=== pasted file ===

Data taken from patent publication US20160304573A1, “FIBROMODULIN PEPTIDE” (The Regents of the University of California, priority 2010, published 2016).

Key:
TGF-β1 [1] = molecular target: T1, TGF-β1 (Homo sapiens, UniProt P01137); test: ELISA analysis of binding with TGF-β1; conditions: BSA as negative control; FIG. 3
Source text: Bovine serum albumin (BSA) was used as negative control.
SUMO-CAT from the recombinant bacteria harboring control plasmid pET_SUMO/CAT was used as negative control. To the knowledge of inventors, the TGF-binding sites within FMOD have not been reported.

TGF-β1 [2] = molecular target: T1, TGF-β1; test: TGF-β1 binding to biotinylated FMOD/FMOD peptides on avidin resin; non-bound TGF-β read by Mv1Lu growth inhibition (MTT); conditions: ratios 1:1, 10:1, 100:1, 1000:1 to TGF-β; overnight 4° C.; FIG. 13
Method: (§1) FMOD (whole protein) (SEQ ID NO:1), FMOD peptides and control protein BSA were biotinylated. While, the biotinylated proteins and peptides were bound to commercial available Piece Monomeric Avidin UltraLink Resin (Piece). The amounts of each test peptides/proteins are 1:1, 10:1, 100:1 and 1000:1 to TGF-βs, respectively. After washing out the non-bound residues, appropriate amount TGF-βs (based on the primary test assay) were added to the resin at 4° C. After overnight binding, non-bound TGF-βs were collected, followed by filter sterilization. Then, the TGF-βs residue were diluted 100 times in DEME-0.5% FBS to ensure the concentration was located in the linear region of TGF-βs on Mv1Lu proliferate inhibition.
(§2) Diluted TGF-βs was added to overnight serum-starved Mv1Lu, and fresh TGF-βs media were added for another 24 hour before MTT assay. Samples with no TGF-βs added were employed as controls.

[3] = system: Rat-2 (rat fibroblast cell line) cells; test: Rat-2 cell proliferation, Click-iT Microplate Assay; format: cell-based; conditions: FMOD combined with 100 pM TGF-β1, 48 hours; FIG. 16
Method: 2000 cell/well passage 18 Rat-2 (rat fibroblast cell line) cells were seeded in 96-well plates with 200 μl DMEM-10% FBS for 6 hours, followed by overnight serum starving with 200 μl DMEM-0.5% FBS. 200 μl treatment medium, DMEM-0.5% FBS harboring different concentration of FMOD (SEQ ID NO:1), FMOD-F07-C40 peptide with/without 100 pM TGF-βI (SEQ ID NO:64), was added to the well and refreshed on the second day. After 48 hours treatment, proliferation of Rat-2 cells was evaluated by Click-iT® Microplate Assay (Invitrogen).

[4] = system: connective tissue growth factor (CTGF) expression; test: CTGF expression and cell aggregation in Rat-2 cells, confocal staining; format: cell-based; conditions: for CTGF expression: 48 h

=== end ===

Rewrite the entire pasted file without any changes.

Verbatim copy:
Data taken from patent publication US20160304573A1, “FIBROMODULIN PEPTIDE” (The Regents of the University of California, priority 2010, published 2016).

Key:
TGF-β1 [1] = molecular target: T1, TGF-β1 (Homo sapiens, UniProt P01137); test: ELISA analysis of binding with TGF-β1; conditions: BSA as negative control; FIG. 3
Source text: Bovine serum albumin (BSA) was used as negative control.
SUMO-CAT from the recombinant bacteria harboring control plasmid pET_SUMO/CAT was used as negative control. To the knowledge of inventors, the TGF-binding sites within FMOD have not been reported.

TGF-β1 [2] = molecular target: T1, TGF-β1; test: TGF-β1 binding to biotinylated FMOD/FMOD peptides on avidin resin; non-bound TGF-β read by Mv1Lu growth inhibition (MTT); conditions: ratios 1:1, 10:1, 100:1, 1000:1 to TGF-β; overnight 4° C.; FIG. 13
Method: (§1) FMOD (whole protein) (SEQ ID NO:1), FMOD peptides and control protein BSA were biotinylated. While, the biotinylated proteins and peptides were bound to commercial available Piece Monomeric Avidin UltraLink Resin (Piece). The amounts of each test peptides/proteins are 1:1, 10:1, 100:1 and 1000:1 to TGF-βs, respectively. After washing out the non-bound residues, appropriate amount TGF-βs (based on the primary test assay) were added to the resin at 4° C. After overnight binding, non-bound TGF-βs were collected, followed by filter sterilization. Then, the TGF-βs residue were diluted 100 times in DEME-0.5% FBS to ensure the concentration was located in the linear region of TGF-βs on Mv1Lu proliferate inhibition.
(§2) Diluted TGF-βs was added to overnight serum-starved Mv1Lu, and fresh TGF-βs media were added for another 24 hour before MTT assay. Samples with no TGF-βs added were employed as controls.

[3] = system: Rat-2 (rat fibroblast cell line) cells; test: Rat-2 cell proliferation, Click-iT Microplate Assay; format: cell-based; conditions: FMOD combined with 100 pM TGF-β1, 48 hours; FIG. 16
Method: 2000 cell/well passage 18 Rat-2 (rat fibroblast cell line) cells were seeded in 96-well plates with 200 μl DMEM-10% FBS for 6 hours, followed by overnight serum starving with 200 μl DMEM-0.5% FBS. 200 μl treatment medium, DMEM-0.5% FBS harboring different concentration of FMOD (SEQ ID NO:1), FMOD-F07-C40 peptide with/without 100 pM TGF-βI (SEQ ID NO:64), was added to the well and refreshed on the second day. After 48 hours treatment, proliferation of Rat-2 cells was evaluated by Click-iT® Microplate Assay (Invitrogen).

[4] = system: connective tissue growth factor (CTGF) expression; test: CTGF expression and cell aggregation in Rat-2 cells, confocal staining; format: cell-based; conditions: for CTGF expression: 48 h